I’ve recently concluded that if you’re about to watch a film with the NEON logo, you are in for a trip. Portrait of a Lady on Fire, Parasite, I, Tonya, and The Lodge have all drastically changed my perspective on film. So when I saw that NEON was releasing a biopic about the horror author Shirley Jackson, I could not help but gain excitement. Also, the names attached to this project were everything I could have wanted in a film. Not only does it have Elisabeth Moss in the title role, but it also features Martin Scorsese as an executive producer. But now that I have seen it, it pains me to say that Shirley falls short even with Moss and Scorsese involved.
What makes this perplexing is how much it sets up a solid premise. The film begins with Shirley in a rut as she seeks inspiration to write her next piece. After gaining inspiration from a newspaper clipping about a missing college student, Shirley decides to write her masterpiece “Hangsaman”. As this is happening, she and her husband Stanley Hyman (Michael Stuhlbarg) take in a young English professor Fred (Logan Lerman) and his wife Rose (Odessa Young). On a visual level, the movie starts off on a good note. Cinematographer Sturla Brandth Grøvlen pairs darkness with warm tones to illustrate Shirley’s hermit lifestyle, which creates a haunting and unwelcoming feeling. The production value is spectacular, the film looks and feels great overall.
That said, the most impressive aspect of Shirley is Moss’s performance as Shirley Jackson. Anytime she’s on-screen you cannot stop watching her. With the help of director Josephine Decker, Moss creates a demanding, aggressive, and inappropriate character in the best way. The delivery of her lines, the body language, and her overall presence are all masterful. If you weren’t a fan of Moss before Shirley, I can guarantee you will walk out more of a fan than you could have ever thought you were.
As much as I can continue raving about Shirley herself, she is not the only character worth noting. Even though Stanley has limited screentime, his disgusting character is something you can’t turn away from. To put it in a few words, Stanley is abusive, intrusive, manipulative, and simply vile. When you see Shirley in action, she’s always inappropriate and drunk. On every occasion, you can contribute that to her hatred for her husband. Top that off with Stuhlbarg giving it his all and you have quite an engaging character despite his unlikability.
Meanwhile, we have Fred, who is perhaps the least interesting character of the bunch. Throughout the film, Stanley assists Fred as he is moving up in teaching. Yet for all that, the movie does not explore this dynamic to a satisfying degree. And given that Fred is already a secondary player, it makes the lack of screentime more noticeable. It certainly does not help that Lerman does not give a riveting performance to balance out the lack of character depth.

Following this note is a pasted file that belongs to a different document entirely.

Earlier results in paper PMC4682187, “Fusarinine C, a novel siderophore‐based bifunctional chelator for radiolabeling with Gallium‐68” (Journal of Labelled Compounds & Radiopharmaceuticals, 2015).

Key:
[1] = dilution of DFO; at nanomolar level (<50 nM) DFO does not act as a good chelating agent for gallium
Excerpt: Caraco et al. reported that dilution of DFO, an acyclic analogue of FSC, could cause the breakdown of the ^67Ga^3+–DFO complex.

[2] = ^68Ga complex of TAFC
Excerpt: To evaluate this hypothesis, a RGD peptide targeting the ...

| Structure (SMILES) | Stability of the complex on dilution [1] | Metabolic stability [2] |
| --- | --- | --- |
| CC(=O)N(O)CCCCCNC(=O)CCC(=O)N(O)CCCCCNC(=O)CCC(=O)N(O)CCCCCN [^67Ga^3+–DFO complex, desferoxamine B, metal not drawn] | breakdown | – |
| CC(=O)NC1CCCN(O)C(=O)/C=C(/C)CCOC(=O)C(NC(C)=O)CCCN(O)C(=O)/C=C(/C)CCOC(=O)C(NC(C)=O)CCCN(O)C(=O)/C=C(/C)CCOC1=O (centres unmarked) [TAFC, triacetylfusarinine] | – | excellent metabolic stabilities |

Lastly, we have Rose, a young and innocent woman that befriends Shirley. With Fred and Stanley cheating on their wives, Rose and Shirley begin to find solace in each other. As Rose and Shirley spend more time together, Rose picks up on Shirley’s behavior and shared anger. We see this transition from Shirley being mad and Rose being innocent, to Rose being mad and Shirley being more normal. This contrasting transition between both characters was extremely interesting and something I don’t see often in film.
Where the movie falls down the most is in its direction and editing. It establishes several key plot points, but it often ignores them when it reaches the pinnacle of said points. More egregiously, the stylistic approaches are not consistent between scenes. Although Decker seems to emulate The Shining and The Texas Chainsaw Massacre in its environment, she goes for something completely different soon after. To make matters worse, this problem also appears in the soundtrack. While it mixes heavy strings and plucking in the same eerie vein as The Shining, it eventually moves to a generic film soundtrack.
If I were to show you the two halves separately, you wouldn’t think you were watching the same film. After the first 40 minutes, the movie seems lost in its own world without any means to find itself. I really wanted more. This film could have benefited from having an additional 40 minutes of plot. It could even have been a magnificent limited series. But since that is not what happened, we have a final product that feels incomplete. I firmly believe there’s a longer cut of this movie and I really hope so. Given the solid cast and top-tier production, it’s sad that I walked away with the thought of “it’s fine, I guess”.
Shirley is now available on various VOD platforms.
The film stars Elisabeth Moss, Michael Stuhlbarg, Logan Lerman, Odessa Young, and Steve Vinovich.